You don’t have to have a degree to get into this role. If you want one, have a look at ScreenSkills’ list of recommended courses and select one in unscripted TV or search for ‘film and television production’. We recognise courses with our ScreenSkills Select award where they offer training in the relevant software, dedicated time to building a portfolio and have strong links with the unscripted TV industry.
Get work experience:
Try to get work experience by writing to local production companies and asking if they offer any. Keep an eye out for work experience opportunities at the BBC, ITV, Channel 4, Sky and the PACT Indie Diversity Training Scheme.
Look outside the industry:
Look for jobs in lighting in other industries, such as theatre, photography, events or advertising. This will help you gain experience lighting scenes professionally, which you can later transfer to a career in unscripted TV.
You might consider seeking entry-level work in the film and TV drama industries in order to gain useful experience, such as being a camera trainee, and then turn to the unscripted TV industry to become a lighting console operator.
Take a short course:
Hone your skills in lighting by taking a specialist course. Go to the list of training courses recommended by ScreenSkills to see if there is one in lighting.
Get to know people in the unscripted TV industry by attending events. Meet professionals and ask them questions about their work, while demonstrating interest in and knowledge of the industry. Offer to provide them with your professional contact details and try to stay in touch with them. Go to Network well to learn how to do this.
Create a LinkedIn profile. See if there are Facebook pages or other social media groups for people making unscripted TV in your area. There might even be groups for runners and trainees. Join them. Create a ScreenSkills profile. There are a lot of crewing agencies that will charge you to be on their books. Sign up to the free ones initially. Wales Screen, Northern Ireland Screen and other areas offer free crew databases. Find a film office near you and get connected. If you do sign up to paid sites, make sure they specialise in the areas in which you’re interested.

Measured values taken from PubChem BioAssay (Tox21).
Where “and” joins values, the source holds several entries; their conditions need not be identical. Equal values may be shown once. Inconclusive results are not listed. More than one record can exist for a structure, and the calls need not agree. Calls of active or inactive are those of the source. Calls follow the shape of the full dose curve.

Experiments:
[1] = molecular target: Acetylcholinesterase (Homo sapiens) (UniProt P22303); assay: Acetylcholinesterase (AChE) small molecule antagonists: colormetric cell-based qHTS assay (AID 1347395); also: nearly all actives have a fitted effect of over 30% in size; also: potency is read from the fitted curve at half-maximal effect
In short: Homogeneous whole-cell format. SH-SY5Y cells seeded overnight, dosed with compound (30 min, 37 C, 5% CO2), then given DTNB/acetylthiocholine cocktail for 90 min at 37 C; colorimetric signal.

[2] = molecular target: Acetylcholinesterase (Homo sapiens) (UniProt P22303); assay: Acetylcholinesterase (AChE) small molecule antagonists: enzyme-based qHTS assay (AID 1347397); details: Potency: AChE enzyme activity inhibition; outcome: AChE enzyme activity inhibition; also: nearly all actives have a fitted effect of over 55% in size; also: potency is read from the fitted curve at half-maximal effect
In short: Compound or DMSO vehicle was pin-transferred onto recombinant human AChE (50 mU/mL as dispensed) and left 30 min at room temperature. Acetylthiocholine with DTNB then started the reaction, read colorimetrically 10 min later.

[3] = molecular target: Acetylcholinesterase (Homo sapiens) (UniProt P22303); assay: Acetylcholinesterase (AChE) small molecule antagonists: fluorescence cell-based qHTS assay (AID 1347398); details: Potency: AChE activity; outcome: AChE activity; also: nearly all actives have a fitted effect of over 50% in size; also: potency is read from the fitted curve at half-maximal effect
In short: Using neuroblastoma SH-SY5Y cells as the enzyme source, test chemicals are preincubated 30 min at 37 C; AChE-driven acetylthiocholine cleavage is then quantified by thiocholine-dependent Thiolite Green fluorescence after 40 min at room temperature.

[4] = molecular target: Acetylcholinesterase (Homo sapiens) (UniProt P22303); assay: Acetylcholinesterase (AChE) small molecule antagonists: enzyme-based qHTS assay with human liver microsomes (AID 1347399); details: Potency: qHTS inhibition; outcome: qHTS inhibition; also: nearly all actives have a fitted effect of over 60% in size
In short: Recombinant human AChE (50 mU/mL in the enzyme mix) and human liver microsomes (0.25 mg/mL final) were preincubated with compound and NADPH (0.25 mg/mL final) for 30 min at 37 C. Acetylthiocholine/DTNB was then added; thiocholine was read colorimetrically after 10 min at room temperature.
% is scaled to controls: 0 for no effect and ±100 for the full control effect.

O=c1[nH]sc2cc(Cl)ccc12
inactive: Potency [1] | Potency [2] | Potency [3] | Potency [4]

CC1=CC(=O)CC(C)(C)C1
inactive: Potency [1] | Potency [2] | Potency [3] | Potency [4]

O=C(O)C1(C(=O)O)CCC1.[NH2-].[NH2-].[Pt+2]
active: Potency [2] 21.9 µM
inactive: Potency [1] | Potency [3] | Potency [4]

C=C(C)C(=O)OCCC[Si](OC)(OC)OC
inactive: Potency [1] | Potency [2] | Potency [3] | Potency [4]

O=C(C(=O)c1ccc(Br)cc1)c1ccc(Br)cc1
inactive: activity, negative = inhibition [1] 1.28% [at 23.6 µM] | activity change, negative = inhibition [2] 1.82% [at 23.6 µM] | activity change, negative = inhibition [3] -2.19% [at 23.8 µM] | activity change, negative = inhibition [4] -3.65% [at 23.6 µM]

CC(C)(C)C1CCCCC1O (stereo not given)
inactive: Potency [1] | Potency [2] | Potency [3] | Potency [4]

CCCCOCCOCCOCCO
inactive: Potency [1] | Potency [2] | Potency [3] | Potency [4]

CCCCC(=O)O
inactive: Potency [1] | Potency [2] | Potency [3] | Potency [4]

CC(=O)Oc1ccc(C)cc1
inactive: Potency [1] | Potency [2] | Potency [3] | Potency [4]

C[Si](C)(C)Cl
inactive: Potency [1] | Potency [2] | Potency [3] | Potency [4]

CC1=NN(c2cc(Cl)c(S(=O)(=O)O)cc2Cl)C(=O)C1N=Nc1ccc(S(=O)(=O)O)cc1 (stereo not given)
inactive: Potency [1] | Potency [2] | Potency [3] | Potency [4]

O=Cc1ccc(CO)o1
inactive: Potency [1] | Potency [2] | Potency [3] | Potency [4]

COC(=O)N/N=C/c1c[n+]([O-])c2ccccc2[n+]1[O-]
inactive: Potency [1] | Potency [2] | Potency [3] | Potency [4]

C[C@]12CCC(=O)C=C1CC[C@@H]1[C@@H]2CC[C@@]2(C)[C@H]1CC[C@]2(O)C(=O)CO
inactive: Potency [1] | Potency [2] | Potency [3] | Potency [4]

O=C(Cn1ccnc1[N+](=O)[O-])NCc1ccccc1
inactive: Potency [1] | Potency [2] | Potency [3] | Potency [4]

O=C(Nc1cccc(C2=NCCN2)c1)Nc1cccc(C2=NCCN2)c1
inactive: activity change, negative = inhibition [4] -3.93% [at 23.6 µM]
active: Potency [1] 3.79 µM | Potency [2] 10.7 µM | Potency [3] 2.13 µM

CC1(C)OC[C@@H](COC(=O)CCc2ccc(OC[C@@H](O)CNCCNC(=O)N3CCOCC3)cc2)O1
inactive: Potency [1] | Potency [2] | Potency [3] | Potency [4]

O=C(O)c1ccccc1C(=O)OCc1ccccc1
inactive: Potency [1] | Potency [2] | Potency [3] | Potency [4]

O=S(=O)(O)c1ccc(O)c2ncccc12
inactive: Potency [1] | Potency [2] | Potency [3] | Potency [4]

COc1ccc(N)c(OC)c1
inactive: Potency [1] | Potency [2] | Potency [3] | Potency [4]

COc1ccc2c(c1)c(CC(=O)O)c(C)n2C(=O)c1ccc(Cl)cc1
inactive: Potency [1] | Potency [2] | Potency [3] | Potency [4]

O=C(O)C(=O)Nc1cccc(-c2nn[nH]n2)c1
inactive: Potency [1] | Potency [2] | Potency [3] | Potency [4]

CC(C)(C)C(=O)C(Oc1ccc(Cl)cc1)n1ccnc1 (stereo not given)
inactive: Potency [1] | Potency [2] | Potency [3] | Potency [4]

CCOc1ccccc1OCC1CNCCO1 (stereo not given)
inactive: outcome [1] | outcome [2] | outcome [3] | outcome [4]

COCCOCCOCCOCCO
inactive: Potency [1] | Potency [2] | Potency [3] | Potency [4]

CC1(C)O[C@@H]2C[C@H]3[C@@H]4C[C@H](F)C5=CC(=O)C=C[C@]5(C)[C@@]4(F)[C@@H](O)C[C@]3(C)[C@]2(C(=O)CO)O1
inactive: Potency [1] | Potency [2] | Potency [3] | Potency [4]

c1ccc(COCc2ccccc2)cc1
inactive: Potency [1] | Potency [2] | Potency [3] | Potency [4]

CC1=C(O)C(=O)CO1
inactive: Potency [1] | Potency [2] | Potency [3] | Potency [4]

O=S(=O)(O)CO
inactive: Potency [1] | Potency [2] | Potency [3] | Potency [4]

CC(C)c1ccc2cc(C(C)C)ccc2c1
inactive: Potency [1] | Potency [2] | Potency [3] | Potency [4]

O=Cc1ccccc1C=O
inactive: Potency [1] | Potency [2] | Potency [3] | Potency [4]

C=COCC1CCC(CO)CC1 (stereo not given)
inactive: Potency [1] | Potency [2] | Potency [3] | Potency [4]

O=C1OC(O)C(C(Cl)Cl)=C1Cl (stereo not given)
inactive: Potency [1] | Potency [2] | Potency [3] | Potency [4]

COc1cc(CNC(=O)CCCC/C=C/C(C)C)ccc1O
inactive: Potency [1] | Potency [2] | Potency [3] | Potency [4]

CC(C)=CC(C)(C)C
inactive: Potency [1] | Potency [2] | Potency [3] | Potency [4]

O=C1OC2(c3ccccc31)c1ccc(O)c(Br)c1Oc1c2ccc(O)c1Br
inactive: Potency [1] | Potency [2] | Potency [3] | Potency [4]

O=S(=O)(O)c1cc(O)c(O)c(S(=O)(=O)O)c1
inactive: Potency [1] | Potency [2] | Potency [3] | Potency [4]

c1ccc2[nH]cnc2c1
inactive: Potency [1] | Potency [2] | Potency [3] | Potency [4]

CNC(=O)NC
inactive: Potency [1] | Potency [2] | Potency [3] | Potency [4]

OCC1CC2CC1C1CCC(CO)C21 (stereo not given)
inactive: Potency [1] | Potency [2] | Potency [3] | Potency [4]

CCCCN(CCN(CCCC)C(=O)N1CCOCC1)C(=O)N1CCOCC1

Search for jobs:
Research unscripted TV production companies that you’d like to work for and watch the programmes that they make. Regularly check their websites and job listings websites to see if they are advertising for roles. You can also send in a short speculative letter with your CV to the production manager. Register your CV on websites like The Talent Manager, which is used by most broadcasters and independent production companies when looking for staff. StartinTV offers tips on creating your CV and attending interviews, as well as some advice for your first day working in TV.
You might also be interested in...
Being a spark in the unscripted TV industry. You might also be interested in being a gaffer or a lighting trainee in the film and TV drama industry.
Film and TV drama
Covers genres ranging from period dramas to epic fantasies screened at the cinema, on TV or on streaming sites
Visual effects (VFX)
Involves making sequences on a computer that can't be created on set, like enormous crowds and fire-breathing dragons
Combines art with programming as well as production, design and testing - the UK’s fastest growing entertainment industry
Creates the illusion of movement, includes computer-generated, stop-motion and hand-drawn animation
Is the final stage in film and programme-making where footage is cut, music, sound and commentary are mixed and visual effects are added
Covers the engineer roles that bring a live TV progamme to your screen, from research and development to hardware installation, software and satellite systems